“Chekhov Shorts”: Small Fry

Title: Small Fry
Date Read: 19 December 2008
Word Count: 1308
Briefly: Watching the dignified citizens heading out for the Easter celebrations, lowly petty clerk Nevyrazimov bemoans his lot to his friend Paramon who is also on duty. As Nevyrazimov’s words of woe continue his depression deepens, as thoughts of promotion seem wholly improbable.
Afterthoughts: I quite enjoyed this tale although it never really added anything out of the ordinary from Chekhov. Nice flow, nice ending but not the best Chekhov story I’ve read to date.
Notable Quote: “”What a lot of people!” sighed Nevyrazimov, looking down into the street, where shadows of men flitted one after another by the illumination lamps. “They’re all hurrying to the midnight service. . . . Our fellows have had a drink by now, you may be sure, and are strolling about the town. What a lot of laughter, what a lot of talk! I’m the only unlucky one, to have to sit here on such a day: And I have to do it every year!”

Rating: ★★★☆☆

*Story read as part of my Checking Off The Chekhov Shorts reading challenge.

About Rob

Rob, a self-confessed bibliophile, is without any hope of rehabilitation. He gets unnaturally excited over anything book-shaped, and if book sniffing were a crime then he would have been locked up years ago (which wouldn't bother him in the slightest provided his cell was lined with books).


  1. I read my 25 Chekhov stories in a volume translated by Pevear and Volokhonsky. It was chronologically arranged and this was the very first story in the volume! So I agree it was a bit abnormal compared to the normal “Chekhov” feel and I guess I would say to keep in mind that because he wrote it before many of the others, he was still searching for his voice.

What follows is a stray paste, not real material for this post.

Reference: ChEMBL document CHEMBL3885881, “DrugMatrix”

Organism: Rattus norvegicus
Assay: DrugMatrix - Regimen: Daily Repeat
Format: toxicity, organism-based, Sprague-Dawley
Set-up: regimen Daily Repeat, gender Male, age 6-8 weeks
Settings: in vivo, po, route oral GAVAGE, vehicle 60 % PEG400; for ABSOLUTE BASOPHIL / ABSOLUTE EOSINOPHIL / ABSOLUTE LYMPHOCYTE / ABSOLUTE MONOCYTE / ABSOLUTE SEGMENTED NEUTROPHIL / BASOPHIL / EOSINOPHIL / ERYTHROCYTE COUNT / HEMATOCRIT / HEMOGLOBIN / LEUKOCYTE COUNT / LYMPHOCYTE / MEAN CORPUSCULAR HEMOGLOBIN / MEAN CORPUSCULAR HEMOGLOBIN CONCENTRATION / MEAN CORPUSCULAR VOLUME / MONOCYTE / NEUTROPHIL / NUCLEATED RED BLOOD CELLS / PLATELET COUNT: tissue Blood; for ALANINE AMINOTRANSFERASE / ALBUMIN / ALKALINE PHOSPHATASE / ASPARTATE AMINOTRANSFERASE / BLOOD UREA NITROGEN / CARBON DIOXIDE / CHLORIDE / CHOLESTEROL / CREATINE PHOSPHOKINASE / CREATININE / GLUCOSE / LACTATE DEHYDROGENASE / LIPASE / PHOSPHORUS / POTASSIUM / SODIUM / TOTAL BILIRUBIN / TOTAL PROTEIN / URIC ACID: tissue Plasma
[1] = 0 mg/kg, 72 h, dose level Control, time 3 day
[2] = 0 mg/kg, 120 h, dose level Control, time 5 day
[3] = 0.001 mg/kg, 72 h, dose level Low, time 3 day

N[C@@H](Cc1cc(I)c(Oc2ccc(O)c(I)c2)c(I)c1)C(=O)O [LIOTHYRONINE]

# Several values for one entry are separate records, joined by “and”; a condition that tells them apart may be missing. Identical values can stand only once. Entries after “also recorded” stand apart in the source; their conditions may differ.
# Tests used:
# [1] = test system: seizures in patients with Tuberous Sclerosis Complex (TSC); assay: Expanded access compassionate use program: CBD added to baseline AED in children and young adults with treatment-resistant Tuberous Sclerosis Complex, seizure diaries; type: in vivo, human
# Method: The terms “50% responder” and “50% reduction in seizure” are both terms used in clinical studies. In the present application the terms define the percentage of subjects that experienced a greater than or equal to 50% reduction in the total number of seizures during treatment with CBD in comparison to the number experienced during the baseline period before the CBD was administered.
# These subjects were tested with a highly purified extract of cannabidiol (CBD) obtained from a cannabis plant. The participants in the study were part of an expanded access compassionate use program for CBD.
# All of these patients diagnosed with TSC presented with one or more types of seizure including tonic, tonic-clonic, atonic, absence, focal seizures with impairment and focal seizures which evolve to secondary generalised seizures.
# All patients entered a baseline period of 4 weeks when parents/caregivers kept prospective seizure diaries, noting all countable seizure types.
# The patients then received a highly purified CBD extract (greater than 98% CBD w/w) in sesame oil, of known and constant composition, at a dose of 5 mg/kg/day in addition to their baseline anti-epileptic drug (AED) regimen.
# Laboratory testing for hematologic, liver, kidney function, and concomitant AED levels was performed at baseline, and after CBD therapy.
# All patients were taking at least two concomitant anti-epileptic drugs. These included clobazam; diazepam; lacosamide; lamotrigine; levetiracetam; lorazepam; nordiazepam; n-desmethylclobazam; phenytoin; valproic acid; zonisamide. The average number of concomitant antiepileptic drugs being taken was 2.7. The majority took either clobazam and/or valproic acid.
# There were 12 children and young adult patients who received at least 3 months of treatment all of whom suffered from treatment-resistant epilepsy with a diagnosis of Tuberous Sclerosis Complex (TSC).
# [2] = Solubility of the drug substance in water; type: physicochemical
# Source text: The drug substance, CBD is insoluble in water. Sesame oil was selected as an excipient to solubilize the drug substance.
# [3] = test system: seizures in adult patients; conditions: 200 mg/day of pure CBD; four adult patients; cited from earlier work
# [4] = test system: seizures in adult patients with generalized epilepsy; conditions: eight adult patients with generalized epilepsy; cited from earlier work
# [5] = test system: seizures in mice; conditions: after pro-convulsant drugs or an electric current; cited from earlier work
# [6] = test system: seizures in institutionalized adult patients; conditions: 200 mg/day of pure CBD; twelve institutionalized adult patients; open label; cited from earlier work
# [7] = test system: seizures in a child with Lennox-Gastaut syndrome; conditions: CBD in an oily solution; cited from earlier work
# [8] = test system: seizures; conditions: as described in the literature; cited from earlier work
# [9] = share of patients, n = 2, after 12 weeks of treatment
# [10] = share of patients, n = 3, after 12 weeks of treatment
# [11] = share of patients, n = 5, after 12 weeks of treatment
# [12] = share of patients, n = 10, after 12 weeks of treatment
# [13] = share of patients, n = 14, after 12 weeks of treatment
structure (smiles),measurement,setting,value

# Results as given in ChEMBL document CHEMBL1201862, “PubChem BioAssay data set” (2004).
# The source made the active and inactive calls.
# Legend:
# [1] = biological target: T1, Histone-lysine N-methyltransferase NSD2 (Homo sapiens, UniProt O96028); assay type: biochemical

I enjoyed reading his stories chronologically, but I did feel he got better, much better. I even skipped some beginning stories and came back to them after reading the later ones.

  2. Rob (Twitter: robaroundbooks)

    Rebecca – thank you for your comments. Very enlightening! I think that’s a great idea, temporarily skipping Chekhov’s earlier stories and going first to the ones where he has most definitely established his ‘voice’. That said I also like the idea of reading from the beginning and watching his style unfold.

    Unfortunately for the resource I’m using to read the majority of Chekhov’s stories, the stories are listed in the order they were published, so they’re most certainly mixed up chronologically in terms of creation (there is a quote from the original translator Constance Garnett stating ‘”it is impossible to obtain the necessary information for a chronological list of all Tchehov’s works.”), making a real study of the evolution of Chekhov’s style pretty difficult.

    I guess I’ll just keep going the way I’m going for now and once done, if I haven’t gained a better idea of how his style evolved, I can always go back, identify the stories that can irrefutably dated and see how that pans out. The main thing is, whatever I do, it’s going to fun :o)